Non-compliance with therapy exercises
Non-compliance is a big issue. People think they can cheat or trick the therapist and say that they are doing their therapy exercises, but the results will show. You can’t fool your body. If you aren’t putting the necessary effort into your recovery, you will get exactly what you put into it. Doing your physical therapy exercises after a knee replacementis extremely important!
This is not a very common issue and typically happens after an implant has been installed for years. Most times this occurs with people who live active, high-impact lifestyles.
Sometimes a small infection can go unnoticed for a long time until it becomes a serious issue. If you’ve been experiencing fevers, swelling or redness then there is a good chance you are fighting an infection.
This is just a fancy way of saying something is off with your knee cap. Sometimes an implant may not fit exactly right with the shape of your knee cap. If you are feeling sharp pain as you climb stairs then most likely you have patellofemoral issues that need to be addressed.
Nerves are the worst! While perplexing and fascinating, they can cause a lot of pain. Nerve damage is a tough thing to tackle; the best way to combat pain from nerve damage is to keep moving! Get off your duff and move that body. Massage the areas that bother you as well to stimulate blood flow and hopefully reverse some of the damage. Unfortunately, once a nerve is damaged, it will typically always be that way.
It is not uncommon for there to be swelling after having a total knee replacement. You’re putting extra wear and tear on your muscles, ligaments, and tendons that haven’t been used in a long time. It takes time for them to stretch out and adjust.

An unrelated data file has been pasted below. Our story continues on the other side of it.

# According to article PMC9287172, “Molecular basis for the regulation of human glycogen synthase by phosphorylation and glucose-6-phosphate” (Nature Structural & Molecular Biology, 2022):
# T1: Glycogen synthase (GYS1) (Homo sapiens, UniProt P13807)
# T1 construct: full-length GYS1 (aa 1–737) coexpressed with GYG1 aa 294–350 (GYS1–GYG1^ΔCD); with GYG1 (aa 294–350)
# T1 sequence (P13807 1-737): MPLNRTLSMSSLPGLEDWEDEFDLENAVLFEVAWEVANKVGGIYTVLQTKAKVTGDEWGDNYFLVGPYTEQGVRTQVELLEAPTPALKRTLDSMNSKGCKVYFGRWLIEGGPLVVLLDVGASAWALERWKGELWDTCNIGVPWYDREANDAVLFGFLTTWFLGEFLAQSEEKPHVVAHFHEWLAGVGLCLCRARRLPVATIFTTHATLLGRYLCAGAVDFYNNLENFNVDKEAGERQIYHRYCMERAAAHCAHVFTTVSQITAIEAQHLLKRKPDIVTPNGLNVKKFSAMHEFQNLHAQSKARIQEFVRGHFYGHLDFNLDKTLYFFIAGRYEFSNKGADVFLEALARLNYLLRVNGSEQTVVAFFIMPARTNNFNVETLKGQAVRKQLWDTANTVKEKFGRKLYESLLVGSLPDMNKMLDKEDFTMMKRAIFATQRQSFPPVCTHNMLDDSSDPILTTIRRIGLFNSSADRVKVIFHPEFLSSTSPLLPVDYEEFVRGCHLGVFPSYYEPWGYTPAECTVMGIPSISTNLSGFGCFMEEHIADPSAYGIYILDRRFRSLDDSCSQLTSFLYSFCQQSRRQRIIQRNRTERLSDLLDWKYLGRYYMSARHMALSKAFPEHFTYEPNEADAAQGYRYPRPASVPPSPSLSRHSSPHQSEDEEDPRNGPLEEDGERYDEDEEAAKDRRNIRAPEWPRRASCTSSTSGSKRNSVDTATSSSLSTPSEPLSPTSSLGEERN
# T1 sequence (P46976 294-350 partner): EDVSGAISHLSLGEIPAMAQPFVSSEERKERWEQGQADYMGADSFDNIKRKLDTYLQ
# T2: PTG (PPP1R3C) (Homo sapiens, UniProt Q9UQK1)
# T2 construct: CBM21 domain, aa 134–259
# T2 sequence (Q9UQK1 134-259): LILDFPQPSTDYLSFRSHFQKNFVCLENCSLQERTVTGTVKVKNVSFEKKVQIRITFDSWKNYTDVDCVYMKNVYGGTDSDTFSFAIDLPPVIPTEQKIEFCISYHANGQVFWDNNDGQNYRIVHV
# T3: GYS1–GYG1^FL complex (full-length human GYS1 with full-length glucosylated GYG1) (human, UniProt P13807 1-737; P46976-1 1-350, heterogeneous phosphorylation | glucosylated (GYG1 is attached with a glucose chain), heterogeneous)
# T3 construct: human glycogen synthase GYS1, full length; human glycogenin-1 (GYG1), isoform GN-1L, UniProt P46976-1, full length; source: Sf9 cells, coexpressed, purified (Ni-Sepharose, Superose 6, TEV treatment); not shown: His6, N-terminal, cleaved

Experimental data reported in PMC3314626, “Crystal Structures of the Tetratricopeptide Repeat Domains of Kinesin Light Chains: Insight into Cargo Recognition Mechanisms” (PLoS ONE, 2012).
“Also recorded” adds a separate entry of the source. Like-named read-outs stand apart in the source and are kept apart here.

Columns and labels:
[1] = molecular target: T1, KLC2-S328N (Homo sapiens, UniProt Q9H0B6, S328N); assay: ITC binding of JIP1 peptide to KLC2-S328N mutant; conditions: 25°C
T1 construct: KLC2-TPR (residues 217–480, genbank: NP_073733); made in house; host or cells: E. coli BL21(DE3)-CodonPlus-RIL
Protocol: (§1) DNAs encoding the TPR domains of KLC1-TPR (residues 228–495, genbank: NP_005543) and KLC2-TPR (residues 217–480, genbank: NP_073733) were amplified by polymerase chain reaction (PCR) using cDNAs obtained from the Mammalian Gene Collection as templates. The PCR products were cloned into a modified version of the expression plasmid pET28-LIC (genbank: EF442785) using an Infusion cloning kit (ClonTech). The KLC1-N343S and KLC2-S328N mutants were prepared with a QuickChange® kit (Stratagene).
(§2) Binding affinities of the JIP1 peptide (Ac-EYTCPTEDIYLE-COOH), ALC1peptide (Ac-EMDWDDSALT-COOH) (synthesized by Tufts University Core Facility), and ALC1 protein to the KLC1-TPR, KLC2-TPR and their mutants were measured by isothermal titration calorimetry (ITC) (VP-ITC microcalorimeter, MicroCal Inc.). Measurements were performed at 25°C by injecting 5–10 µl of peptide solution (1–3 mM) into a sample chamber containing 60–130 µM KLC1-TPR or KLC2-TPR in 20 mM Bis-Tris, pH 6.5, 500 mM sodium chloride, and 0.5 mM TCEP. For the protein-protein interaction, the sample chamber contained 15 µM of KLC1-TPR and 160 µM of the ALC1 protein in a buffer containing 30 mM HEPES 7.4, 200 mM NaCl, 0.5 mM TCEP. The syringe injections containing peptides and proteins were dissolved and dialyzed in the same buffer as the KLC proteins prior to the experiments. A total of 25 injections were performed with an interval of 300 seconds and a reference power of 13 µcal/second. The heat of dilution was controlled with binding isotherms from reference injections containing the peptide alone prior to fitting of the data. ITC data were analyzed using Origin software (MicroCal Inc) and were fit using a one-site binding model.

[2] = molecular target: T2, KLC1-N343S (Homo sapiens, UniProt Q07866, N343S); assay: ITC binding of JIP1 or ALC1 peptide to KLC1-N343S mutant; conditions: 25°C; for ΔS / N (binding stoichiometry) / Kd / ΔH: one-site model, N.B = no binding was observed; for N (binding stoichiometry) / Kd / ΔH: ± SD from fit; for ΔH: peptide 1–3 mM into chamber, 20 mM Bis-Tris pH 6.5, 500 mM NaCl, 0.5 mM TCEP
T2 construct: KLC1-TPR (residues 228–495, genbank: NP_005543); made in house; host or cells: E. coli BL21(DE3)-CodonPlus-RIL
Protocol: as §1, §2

Ways to Combat the Pain
The following list is made up of different exercises used to build your strength. These can help you work through the pain and may help to relieve it. Remember to check with your physical therapist or doctor before trying anything new.
- Ankle Pumps
- Heel Slides
- Pain medication
- Seated Arc Quads
- Seated Knee Extension
- Seated Knee Flexion
- Short Arc Quads (lying position)
- Take anti-inflammatory medication (check with your doctor first)
- Using ice/cold water therapy
- Water Therapy
What Helps the Pain After a Total Knee Replacement
When Pain Becomes Chronic
If you’ve had a total knee replacement over 12 months ago and are still experiencing pain, then chances are you are suffering from chronic pain. You’ll need to find ways to deal with it for the rest of your life. Studies indicate that approximately 20% of people who receive a total knee replacement will deal with chronic pain.
Your doctor and physical therapist can help you create a plan to combat your long-term pain. Keep the lines of communication open and be honest about how you are feeling to get the best care possible.
Don’t Let Pain Control Your Life
Pain can take over your life if you aren’t careful. Keep your mental health in check and stay in touch with your doctor and physical therapist. Work hard, but don’t over-do it.
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Disclaimer: The information provided in this post is for educational purposes only. This is not a substitute for a medical appointment. Please refer to your physician before starting any exercise program.